Children exposed to high indoor levels of pet or pest allergens during infancy have a lower risk of developing asthma by 7 years of age, research supported by the US National Institutes of Health reveals. The findings may provide clues for the design of strategies to prevent asthma from developing.
While previous studies have established that reducing allergen exposure in the home helps control established asthma, the new findings suggest that exposure to certain allergens early in life, before asthma develops, may have a preventive effect. The observations come from the ongoing Urban Environment and Childhood Asthma (URECA – pronounced "Eureka") study, which is funded by NIH's National Institute of Allergy and Infectious Diseases (NIAID) through its Inner-City Asthma Consortium.
"We are learning more and more about how the early-life environment can influence the development of certain health conditions," said NIAID director Dr Anthony S Fauci. "If we can develop strategies to prevent asthma before it develops, we will help alleviate the burden this disease places on millions of people, as well as on their families and communities."
According to the US Centres for Disease Control and Prevention, more than 8% of children in the US currently have asthma, a chronic disease that intermittently inflames and narrows the airways. Asthma can result in missed time from school and work and is a major cause of emergency department visits and hospitalisations.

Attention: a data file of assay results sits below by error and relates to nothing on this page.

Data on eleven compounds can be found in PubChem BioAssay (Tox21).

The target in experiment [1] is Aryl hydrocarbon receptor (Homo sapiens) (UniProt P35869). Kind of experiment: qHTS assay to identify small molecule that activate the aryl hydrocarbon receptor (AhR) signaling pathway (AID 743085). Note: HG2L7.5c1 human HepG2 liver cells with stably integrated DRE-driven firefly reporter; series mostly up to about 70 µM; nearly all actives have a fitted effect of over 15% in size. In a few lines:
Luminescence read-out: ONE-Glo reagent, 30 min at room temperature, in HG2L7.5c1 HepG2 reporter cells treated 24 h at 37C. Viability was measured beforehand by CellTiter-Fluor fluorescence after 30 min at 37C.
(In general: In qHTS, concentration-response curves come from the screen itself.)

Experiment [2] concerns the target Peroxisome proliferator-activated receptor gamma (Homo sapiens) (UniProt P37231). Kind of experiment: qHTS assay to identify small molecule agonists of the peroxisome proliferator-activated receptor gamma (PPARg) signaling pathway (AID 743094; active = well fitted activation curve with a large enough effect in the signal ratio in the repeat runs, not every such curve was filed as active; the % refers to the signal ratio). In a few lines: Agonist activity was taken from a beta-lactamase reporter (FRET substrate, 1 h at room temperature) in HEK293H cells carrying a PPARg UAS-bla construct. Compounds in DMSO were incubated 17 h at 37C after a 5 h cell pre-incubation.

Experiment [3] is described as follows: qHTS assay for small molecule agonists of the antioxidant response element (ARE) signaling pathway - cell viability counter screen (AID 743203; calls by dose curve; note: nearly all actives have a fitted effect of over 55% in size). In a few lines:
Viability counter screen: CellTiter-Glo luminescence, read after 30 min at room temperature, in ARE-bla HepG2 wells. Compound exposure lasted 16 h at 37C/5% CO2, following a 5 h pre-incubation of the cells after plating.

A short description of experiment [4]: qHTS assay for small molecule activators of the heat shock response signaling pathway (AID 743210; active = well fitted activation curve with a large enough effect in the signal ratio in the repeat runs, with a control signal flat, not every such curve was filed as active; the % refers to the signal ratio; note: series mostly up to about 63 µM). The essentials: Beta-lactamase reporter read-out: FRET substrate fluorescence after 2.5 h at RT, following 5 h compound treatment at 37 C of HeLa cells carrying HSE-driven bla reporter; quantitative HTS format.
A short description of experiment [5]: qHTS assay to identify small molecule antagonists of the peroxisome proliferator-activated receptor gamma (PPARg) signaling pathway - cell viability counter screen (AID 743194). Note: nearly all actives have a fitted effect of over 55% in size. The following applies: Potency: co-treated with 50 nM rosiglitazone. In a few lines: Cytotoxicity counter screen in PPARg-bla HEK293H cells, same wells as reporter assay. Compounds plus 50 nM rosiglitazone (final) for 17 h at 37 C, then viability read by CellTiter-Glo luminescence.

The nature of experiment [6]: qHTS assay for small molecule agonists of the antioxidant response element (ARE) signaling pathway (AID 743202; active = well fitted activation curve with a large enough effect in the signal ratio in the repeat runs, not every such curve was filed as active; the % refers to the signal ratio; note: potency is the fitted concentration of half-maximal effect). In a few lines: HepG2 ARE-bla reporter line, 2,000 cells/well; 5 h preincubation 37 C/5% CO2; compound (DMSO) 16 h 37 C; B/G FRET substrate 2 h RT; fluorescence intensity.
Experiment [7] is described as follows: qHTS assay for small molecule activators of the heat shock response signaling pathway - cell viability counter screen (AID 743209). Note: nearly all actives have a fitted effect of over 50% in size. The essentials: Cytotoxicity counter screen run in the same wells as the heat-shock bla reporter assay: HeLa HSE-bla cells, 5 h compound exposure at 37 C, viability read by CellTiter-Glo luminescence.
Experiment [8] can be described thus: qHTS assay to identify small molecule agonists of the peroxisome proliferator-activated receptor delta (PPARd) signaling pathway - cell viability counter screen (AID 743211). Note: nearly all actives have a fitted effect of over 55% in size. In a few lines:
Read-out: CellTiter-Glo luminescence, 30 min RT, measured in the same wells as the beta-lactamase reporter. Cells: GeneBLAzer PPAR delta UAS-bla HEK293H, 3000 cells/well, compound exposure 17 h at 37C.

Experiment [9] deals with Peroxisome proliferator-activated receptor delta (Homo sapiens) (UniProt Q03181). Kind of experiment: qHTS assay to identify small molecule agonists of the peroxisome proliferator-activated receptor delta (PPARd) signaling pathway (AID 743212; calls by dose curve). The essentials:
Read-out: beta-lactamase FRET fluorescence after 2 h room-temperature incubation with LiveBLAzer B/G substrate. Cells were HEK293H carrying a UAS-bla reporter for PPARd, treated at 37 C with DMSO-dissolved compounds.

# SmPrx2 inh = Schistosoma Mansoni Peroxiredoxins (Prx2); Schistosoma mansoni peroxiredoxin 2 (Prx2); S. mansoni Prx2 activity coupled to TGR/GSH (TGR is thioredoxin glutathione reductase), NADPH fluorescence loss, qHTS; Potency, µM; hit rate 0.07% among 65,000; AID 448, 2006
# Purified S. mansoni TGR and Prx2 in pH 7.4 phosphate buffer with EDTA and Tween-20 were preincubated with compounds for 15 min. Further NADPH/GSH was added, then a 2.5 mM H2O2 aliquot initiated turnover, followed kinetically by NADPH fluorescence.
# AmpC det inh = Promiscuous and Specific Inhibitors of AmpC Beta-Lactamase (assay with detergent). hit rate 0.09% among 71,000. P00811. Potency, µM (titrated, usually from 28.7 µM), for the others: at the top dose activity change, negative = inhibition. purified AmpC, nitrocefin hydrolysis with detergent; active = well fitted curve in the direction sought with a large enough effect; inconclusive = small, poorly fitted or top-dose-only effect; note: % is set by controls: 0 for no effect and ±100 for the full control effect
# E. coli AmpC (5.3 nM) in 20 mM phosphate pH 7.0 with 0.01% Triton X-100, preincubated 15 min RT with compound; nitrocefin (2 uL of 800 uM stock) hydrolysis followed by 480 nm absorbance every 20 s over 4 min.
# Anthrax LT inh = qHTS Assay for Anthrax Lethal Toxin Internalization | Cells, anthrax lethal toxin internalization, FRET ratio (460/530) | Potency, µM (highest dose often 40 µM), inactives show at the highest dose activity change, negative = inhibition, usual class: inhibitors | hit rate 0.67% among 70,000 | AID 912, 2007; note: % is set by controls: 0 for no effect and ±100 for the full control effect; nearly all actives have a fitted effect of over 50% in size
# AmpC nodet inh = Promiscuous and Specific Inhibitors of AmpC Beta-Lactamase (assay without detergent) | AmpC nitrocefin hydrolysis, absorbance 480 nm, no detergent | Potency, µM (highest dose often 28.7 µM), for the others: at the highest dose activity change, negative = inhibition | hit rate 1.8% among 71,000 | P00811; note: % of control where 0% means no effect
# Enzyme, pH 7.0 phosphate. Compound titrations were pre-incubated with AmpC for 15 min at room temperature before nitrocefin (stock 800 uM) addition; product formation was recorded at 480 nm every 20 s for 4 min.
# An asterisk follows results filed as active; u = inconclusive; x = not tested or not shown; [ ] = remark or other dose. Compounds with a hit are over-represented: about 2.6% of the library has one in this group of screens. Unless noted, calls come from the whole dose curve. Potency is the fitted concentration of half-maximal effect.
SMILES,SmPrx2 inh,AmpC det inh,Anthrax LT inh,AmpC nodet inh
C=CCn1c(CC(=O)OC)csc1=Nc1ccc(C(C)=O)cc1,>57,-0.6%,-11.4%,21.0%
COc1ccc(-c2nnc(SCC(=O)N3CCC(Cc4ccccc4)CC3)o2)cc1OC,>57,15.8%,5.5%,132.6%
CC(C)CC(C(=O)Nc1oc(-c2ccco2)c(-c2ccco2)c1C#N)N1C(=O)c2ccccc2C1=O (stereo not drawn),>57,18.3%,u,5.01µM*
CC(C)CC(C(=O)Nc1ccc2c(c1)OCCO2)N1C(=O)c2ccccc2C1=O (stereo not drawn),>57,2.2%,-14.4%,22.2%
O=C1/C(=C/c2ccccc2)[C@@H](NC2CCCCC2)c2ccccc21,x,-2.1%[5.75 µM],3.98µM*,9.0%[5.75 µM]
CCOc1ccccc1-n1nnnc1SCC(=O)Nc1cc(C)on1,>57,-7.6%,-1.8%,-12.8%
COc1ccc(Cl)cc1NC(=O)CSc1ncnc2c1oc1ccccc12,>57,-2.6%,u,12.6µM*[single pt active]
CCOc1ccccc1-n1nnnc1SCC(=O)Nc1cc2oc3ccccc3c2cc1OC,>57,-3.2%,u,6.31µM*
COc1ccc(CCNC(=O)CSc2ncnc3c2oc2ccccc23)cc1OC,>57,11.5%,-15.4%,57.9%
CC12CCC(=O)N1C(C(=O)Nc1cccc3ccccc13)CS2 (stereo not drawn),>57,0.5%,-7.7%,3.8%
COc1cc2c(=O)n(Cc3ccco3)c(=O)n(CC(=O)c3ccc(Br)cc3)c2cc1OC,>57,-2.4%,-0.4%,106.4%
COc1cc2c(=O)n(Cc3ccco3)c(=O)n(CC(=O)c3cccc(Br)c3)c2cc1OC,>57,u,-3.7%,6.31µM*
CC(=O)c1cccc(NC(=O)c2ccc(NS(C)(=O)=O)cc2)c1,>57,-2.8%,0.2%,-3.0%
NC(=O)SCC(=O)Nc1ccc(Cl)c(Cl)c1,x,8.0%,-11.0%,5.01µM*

The URECA study investigates risk factors for asthma among children living in urban areas, where the disease is more prevalent and severe. Since 2005, URECA has enrolled 560 newborns from Baltimore, Boston, New York City and St Louis at high risk for developing asthma because at least one parent has asthma or allergies. Study investigators have been following the children since birth, and the current research report evaluates the group through 7 years of age.
Among 442 children for whom researchers had enough data to assess asthma status at age 7 years, 130 children (29%) had asthma. Higher concentrations of cockroach, mouse and cat allergens present in dust samples collected from the children's homes during the first three years of life (at age 3 months, 2 years and 3 years) were linked to a lower risk of asthma by age 7 years. The researchers observed a similar association for dog allergen, although it was not statistically significant, meaning it could be due to chance. Additional analysis indicated that exposure to higher levels of these four allergens at age 3 months was associated with a lower risk of developing asthma.
Evidence also suggested that the microbial environment in the home during infancy may be associated with asthma risk. A previous report from URECA that assessed the microbiome of house dust collected in the first year of life suggested that exposure to certain bacteria during infancy may protect 3-year-olds from recurrent wheezing, a risk factor for developing asthma. In the current report, researchers found associations between the abundance of certain types of bacteria in the house dust and an asthma diagnosis by age 7 years, suggesting that exposure to certain types of bacteria in early life might influence development of asthma. However, additional research is needed to clarify the potential roles of these microbial exposures in asthma development.